I guess my question would be what is stupid about it? Let me ask, when a writer submits manuscripts, and they are returned to him, or he hears nothing more from whom he sent them to, should he/she give up? Or should the person keep trying? Many authors have been “rejected” many, many times before they have a manuscript accepted.

    “Continuing to ask” is an actual teaching of scripture. In Matthew 7 when it says “Ask and you shall receive” the actual verb tense is “Keep asking and you shall receive”. And Jesus talks about the neighbor, bugged over and over again, who finally answers the door. Jesus is not saying God is like an angry neighbor—–but he is saying to be persistent. To keep asking—don’t give up. I just wanted to point that out. Didn’t mean to be part of a jinx. LOL

  • 32. Richard  |  July 17, 2008 at 9:00 pm

    Theres also the issue of reinforcement. Behaviorally, behaviors are generated more quickly using consistent reinforcement — ie., every time you do x, you get a pellet — but they are harder to extinguish when the reinforcement is intermittent. I.e., behaviors generated when the reinforcement only occurs with *some* of those target behaviors tend to persist long after the reinforcement has ceased. Think of slot machines.

    In fact, there is sometimes whats known as an “extinction burst”, wherein the rate of behavior actually increases, briefly, following the cessation of reinforcement.

  • 33. ubi dubium  |  July 17, 2008 at 10:27 pm

    Richard:

    In fact, there is sometimes whats known as an “extinction burst”, wherein the rate of behavior actually increases, briefly, following the cessation of reinforcement.

    Ahh – perhaps like a last burst of fervent prayer from a de-con, right before they finally admit that there was nobody listening after all.

  • 34. TheNerd  |  July 18, 2008 at 11:58 am

    In fact, there is sometimes whats known as an “extinction burst”, wherein the rate of behavior actually increases, briefly, following the cessation of reinforcement.

    I can’t help but apply this to another part of our lives (some of our lives, anyway): parenting. It’s a fact – children will get worse before they break a bad habit, and that “getting worse” phase is where most parents give up. Now that you know, perhaps you can be more effective at discipline. [end side comment]

  • 35. dovelove  |  July 24, 2008 at 12:20 pm

    “Zen is not the finger, is not the gesture, is not the word “moon” – it is the immediate experience of seeing the moon oneself.”

    I find it interesting that “seeing” the moon is what you think he meant when he pointed to the moon. Symbolically, on the positive side, the moon represents a plethora of emotion (feeling), creativity (invariably spurred by emotion, the most beautiful and brilliant creations anyway), femininity, imagination… On the negative side, the moon strongly represents fear (feeling).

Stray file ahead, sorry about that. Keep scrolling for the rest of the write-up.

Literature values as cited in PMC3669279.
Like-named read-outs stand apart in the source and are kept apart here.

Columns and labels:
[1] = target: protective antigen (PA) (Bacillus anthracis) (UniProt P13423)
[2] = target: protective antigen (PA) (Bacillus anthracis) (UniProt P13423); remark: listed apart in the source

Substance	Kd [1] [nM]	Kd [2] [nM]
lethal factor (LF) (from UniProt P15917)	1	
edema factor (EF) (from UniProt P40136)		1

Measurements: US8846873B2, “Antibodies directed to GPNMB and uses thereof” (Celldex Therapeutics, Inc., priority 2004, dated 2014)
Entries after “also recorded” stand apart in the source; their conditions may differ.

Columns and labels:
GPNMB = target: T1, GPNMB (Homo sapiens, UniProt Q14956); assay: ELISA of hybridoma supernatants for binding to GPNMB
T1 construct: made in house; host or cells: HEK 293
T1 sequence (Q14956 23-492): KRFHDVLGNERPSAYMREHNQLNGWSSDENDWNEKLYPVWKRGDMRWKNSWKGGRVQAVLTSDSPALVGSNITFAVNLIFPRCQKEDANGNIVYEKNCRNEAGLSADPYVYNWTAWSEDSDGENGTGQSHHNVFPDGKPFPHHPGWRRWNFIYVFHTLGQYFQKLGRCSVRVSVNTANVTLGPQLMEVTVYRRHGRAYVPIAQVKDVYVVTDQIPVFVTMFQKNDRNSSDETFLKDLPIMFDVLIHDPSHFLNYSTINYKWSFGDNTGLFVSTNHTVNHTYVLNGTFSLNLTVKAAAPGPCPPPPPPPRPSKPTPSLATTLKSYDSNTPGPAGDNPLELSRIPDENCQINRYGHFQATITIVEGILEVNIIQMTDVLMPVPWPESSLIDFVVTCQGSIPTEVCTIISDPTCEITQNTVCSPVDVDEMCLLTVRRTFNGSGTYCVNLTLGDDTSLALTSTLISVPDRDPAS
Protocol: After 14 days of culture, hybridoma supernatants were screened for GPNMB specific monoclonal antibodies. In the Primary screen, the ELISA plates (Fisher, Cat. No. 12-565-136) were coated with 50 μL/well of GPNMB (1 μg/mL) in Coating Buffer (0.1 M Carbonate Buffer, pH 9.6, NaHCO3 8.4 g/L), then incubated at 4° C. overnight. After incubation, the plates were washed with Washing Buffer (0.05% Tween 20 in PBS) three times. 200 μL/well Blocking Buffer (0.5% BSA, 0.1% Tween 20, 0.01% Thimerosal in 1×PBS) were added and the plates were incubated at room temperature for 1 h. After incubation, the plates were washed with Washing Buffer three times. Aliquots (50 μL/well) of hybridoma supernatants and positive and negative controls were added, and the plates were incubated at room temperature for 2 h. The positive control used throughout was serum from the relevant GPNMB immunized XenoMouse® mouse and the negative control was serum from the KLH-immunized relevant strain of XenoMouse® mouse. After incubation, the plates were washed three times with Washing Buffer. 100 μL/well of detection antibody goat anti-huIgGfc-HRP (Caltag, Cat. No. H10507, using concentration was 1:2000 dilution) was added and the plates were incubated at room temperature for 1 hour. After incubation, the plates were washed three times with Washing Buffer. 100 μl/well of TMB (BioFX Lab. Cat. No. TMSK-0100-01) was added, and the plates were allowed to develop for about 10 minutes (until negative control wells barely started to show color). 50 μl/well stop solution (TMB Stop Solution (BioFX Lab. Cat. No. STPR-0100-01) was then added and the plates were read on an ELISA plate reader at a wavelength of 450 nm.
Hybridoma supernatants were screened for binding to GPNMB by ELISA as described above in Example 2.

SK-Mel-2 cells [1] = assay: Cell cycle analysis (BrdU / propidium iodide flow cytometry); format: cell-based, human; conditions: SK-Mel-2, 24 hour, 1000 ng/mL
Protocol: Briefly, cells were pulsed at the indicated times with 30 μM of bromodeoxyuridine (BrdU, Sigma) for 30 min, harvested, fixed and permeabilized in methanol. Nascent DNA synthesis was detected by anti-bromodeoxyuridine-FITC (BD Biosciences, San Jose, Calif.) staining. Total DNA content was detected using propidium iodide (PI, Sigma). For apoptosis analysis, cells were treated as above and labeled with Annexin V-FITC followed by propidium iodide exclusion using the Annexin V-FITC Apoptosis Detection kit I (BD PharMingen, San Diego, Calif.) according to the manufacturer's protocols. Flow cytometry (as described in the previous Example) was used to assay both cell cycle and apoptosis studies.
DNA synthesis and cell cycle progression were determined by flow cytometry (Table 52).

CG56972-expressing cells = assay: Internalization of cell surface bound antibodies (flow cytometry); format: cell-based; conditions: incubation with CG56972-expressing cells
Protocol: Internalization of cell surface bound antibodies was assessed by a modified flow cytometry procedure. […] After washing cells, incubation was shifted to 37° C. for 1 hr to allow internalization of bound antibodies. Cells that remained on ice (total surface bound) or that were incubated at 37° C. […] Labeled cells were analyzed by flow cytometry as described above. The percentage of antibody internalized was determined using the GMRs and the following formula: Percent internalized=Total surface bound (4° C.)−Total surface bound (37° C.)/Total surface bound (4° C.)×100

Yeah, the answer was that we should experience life, but life is more than just “seeing.” Much more. Thankfully :)

    We “need” meaning, because deep down we know that there is meaning, heh It is our lofty “thinking” in lieu of feeling that impedes us — greatly. Even so, we know there’s “something.” We know (feel). The problem is we think of ourselves as such lowly ones (per religious teachings), that it’s inconceivable to us that this “something” is actually what we are, under all the superficial layers.

    And when we plug into that “Zen” thing, we can feel it. When we experience “miracles,” like all that intriguing mind-body stuff, we can see it. In those fleeting moments when we allow ourselves to be “psychic” and allow ourselves to see kinda magical things in this life, we’re seeing that “meaning,” briefly… Our lofty thinking cuts it short for some reason. Maybe ’cause we’re feelin’ the other side of the moon, heh Lotsa fear. Fear that we may be more, and that’s just too freaky, lol ;) And besides, that’s not what “dad” told us — “worthless little shit.” Sad.

    When we “pray” (powerful emotions married to our powerful words or thoughts), we see the results of that power. Power that is coming from us (science has proven the power of “prayer”). When star athletes affirm (feeling/words) and visualize their next win, they later see the “magic” of those thoughts/feelings as the cross the finish line… They’re not “praying” to a “God” outside of them with their affirmations, but the one within them. Same results. Interesting :)

    Like the moon, the symbol of the “devil” also has two sides. On a good day, “he” is about our passion and amazing sexuality — good stuff :) On the other days, that symbol is about our intense fear, self-loathing and all that. Damn right ,”he” (fear) controls us a lot of the time…holds us back from truly living and enjoying life. We allow him too anyway.